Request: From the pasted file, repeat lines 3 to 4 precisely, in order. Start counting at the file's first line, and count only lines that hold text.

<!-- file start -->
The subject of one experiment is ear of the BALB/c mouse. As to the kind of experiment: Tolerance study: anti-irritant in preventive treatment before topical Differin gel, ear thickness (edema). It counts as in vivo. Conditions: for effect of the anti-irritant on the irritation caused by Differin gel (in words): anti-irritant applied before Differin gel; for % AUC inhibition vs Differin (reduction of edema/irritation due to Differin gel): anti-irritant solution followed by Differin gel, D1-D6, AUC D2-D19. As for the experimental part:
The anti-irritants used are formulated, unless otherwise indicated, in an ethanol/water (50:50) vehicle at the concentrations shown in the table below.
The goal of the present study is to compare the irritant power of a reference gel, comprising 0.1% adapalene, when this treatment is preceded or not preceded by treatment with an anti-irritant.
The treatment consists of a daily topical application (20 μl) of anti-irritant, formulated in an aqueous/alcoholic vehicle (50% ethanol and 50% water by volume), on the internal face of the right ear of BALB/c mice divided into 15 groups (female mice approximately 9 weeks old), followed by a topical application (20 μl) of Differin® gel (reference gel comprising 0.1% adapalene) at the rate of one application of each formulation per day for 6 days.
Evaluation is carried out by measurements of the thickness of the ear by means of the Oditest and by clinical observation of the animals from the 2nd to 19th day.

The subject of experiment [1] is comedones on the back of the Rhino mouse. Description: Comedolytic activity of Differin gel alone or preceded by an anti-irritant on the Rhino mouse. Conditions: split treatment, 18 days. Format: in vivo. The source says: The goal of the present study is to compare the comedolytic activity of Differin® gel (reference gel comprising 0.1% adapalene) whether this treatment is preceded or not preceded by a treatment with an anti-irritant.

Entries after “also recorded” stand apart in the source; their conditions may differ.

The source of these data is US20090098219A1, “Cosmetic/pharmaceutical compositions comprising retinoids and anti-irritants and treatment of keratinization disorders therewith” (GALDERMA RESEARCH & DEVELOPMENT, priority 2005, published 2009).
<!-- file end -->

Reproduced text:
The goal of the present study is to compare the irritant power of a reference gel, comprising 0.1% adapalene, when this treatment is preceded or not preceded by treatment with an anti-irritant.
The treatment consists of a daily topical application (20 μl) of anti-irritant, formulated in an aqueous/alcoholic vehicle (50% ethanol and 50% water by volume), on the internal face of the right ear of BALB/c mice divided into 15 groups (female mice approximately 9 weeks old), followed by a topical application (20 μl) of Differin® gel (reference gel comprising 0.1% adapalene) at the rate of one application of each formulation per day for 6 days.